primary# no failover active Step 5 Make sure both failover groups are in the Standby Ready state on the primary unit, and then reload the primary unit using the following command: primary# reload If the failover groups are configured with the preempt command, they will automatically become active on their designated unit after the preempt delay has passed.If the failover groups are not configured with the preempt command, you can return them to active status on their designated units using the failover active group command.Issue the hostname # hostname # Using a Script to Back Up and Restore Files You can use a script to back up and restore the configuration files on your security appliance, including all of the extensions you import via the import webvpn CLI, the CSD configuration XML files, and the DAP configuration XML file.For security reasons, we do not recommend that you perform automated backups of digital keys and certificates or the Local CA key.This section provides instructions for doing so, and includes a sample script that you can use as is or modify as your environment requires.
The sample script is specific to a Linux system.To use it for a Microsoft Windows system, you need to modify it using the logic of the sample.Note copy, export, and import commands.It does not, however, have a facility that lets you back up all ASA configuration files in one operation.Running the script facilitates the use of multiple CLIs.
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Prerequisites To use a script to back up and restore an ASA configuration, first perform the following tasks: • • • Install a TFTP server to send files from the ASA to the backup site.Another option is to use a commercially available tool.You can put the logic of this script into such a tool Masters Thesis UiO DUO.You can put the logic of this script into such a tool.
Running the Script Step 1 Step 2 Perl scriptname, where Step 3 #Description: The objective of this script is to show how to back up configurations/extensions # before the backup/restore command is developed.# It currently backs up the running configuration, all extensions imported via "import webvpn" # command, the CSD configuration XML file, and the DAP configuration XML file.
#Requirements: Perl with Expect, SSH to the ASA, and a TFTP server.#Usage: backupasa -option option value # -h: ASA hostname or IP address # -u: User name to log in via SSH # -w: Password to log in via SSH # -e: The Enable password on the security appliance # -p: Global configuration mode prompt # -s: Host name or IP address of the TFTP server to store the configurations # -r: Restore with an argument that specifies the the file name.#If you don't enter an option, the script will prompt for it prior to backup.# use Expect; retry period days-of-the-week is any single day or combination of days: Monday, Tuesday, Wednesday, Thursday, Friday, Saturday and Sunday.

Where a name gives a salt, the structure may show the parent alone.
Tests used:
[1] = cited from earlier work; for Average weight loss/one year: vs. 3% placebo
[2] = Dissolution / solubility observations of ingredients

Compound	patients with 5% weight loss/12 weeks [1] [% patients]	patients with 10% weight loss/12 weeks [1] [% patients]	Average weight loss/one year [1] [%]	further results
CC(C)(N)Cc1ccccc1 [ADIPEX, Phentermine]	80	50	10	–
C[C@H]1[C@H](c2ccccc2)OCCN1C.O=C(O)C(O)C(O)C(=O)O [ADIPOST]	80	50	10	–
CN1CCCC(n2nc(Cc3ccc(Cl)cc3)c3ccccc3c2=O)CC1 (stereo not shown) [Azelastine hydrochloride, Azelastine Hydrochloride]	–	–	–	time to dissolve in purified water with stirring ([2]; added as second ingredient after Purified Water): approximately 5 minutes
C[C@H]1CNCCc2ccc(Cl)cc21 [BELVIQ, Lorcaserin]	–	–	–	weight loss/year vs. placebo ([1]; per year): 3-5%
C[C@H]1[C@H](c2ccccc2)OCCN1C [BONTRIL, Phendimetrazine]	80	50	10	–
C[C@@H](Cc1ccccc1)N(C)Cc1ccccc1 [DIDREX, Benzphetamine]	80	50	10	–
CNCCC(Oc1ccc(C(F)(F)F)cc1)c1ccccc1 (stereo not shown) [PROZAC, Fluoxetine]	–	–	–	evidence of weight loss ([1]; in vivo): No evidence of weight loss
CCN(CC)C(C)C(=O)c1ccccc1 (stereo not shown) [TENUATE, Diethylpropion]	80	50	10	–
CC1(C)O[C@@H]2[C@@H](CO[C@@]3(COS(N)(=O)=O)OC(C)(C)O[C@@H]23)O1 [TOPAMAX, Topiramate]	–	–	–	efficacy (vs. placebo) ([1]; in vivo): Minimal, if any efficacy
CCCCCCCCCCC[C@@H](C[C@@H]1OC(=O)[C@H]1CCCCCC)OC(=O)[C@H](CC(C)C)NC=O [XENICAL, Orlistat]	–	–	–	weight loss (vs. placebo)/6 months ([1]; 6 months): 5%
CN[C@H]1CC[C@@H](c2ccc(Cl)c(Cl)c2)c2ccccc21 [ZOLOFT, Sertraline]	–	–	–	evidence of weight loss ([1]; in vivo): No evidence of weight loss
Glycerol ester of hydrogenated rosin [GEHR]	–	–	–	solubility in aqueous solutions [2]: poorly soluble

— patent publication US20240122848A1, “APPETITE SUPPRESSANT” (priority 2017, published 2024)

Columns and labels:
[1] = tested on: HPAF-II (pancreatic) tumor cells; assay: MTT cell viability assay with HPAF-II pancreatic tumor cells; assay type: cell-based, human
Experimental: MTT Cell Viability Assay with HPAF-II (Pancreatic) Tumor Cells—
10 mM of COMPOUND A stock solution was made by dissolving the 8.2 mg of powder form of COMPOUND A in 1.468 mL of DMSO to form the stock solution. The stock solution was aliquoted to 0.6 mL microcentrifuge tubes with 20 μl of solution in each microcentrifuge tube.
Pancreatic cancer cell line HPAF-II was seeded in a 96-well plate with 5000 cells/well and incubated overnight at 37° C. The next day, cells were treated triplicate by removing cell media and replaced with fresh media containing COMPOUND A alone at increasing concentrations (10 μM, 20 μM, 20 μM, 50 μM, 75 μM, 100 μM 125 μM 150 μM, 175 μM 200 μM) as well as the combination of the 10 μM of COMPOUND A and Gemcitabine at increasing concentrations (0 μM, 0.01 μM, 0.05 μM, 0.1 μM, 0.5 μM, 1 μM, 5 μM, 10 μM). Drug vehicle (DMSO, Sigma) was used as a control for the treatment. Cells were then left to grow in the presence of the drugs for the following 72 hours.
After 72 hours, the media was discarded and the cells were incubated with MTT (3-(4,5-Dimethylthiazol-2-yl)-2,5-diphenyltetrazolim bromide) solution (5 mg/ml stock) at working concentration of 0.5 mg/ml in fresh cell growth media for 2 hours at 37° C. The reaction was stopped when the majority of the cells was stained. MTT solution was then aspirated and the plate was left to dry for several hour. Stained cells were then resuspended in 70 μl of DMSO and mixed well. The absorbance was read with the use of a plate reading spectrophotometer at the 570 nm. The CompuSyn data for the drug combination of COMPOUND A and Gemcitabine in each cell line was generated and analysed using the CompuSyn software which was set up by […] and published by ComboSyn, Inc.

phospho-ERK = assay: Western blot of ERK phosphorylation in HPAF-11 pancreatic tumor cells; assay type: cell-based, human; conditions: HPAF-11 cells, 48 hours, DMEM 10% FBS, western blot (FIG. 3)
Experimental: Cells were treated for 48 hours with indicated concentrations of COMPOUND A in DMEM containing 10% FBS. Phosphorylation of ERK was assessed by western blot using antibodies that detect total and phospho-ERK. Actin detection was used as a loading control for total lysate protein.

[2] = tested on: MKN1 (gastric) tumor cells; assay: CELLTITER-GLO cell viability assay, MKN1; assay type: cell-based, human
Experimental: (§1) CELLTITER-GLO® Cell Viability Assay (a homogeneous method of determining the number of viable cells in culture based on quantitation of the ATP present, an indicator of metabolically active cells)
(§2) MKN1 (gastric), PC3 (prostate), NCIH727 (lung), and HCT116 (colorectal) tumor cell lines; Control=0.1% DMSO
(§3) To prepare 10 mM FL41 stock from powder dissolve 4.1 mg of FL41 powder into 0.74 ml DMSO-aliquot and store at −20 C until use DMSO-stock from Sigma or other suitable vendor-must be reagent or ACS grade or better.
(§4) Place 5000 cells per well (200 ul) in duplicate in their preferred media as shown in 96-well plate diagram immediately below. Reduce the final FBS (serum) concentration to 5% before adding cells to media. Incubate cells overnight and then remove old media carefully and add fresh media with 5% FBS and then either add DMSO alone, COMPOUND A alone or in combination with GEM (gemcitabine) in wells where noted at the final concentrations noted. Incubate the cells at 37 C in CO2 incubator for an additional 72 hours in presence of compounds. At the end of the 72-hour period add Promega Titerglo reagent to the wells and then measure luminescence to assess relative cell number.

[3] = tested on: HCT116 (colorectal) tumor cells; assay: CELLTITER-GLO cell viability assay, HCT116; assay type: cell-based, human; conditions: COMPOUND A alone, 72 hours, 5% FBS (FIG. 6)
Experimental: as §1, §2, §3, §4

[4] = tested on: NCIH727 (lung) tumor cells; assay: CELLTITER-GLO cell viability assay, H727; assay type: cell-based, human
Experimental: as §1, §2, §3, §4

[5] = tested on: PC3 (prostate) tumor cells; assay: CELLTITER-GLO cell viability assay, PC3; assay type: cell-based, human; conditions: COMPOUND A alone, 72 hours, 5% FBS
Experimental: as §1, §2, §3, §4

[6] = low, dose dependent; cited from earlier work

Other possible values are daily (Monday through Sunday), weekdays (Monday through Friday) and weekend (Saturday and Sunday).time specifies the time in the format HH:MM at which to start the poll.For example, 8:00 is 8:00 AM and 20:00 is 8:00 PM randomize minutes specifies the period to randomize the poll time following the specified start time.retry count specifies how many times to try reconnecting to the Auto Update Server if the first attempt fails.
retry period specifies how long to wait between connection attempts.Step 5 (Optional) If the Auto Update Server has not been contacted for a certain period of time, the following command will cause it to cease passing traffic: hostname(config)# Where period specifies the timeout period in minutes between 1 and 35791.
To restore the default, enter the no form of this command.Use this command to ensure that the ASA has the most recent image and configuration.This condition is reported with system log message 201008.
In the following example, a ASA is configured to poll an AUS with IP address 209.
224, at port number 1742, from the outside interface, with certificate verification.It is also configured to use the hostname of the ASA as the device ID.It is configured to poll every Friday and Saturday night at a random time between 10:00 p.
On a failed polling attempt, it will try to reconnect to the AUS 10 times, and wait 3 minutes between attempts at reconnecting.hostname(config)# hostname(config)# Configuring Client Updates as an Auto Update Server The client-update command lets you enable the update for ASAs configured as Auto Update clients.
It lets you specify the type of software component (asdm or boot image), the type or family of ASA, revision numbers to which the update applies, and a URL or IP address from which to get the update.To configure the ASA as an Auto Update server, perform the following steps: Step 1 hostname(config)# client-update enable Step 2 Configure the parameters for the client update that you want to apply for the ASAs using the client-update command: device-id dev string specifies a unique string that the Auto Update client uses to identify itself.family family name specifies the family name that the Auto Update client uses to identify itself.It can be asa, pix, or a text string with a maximum length of 7 characters.
rev-nums rev-nums specifies the software or firmware images for this client.Enter up to 4, in any order, separated by commas.type type specifies the type of clients to notify of a client update.Because this command is also used to update Windows clients, the list of clients includes several Windows operating systems.The ASAs in the list include the following: • • • • • • • • url url-string specifies the URL for the software/firmware image.
This URL must point to a file appropriate for this client.Configure the parameters for the client update that you want to apply to all ASAs of a particular type.That is, specify the type of ASA and the URL or IP address from which to get the updated image.In addition, you must specify a revision number.
If the revision number of the remote ASA matches one of the specified revision numbers, there is no need to update—the client ignores the update.The following example configures a client update for Cisco 5520 Adaptive Security Appliances: hostname(config)# Viewing Auto Update Status hostname(config)#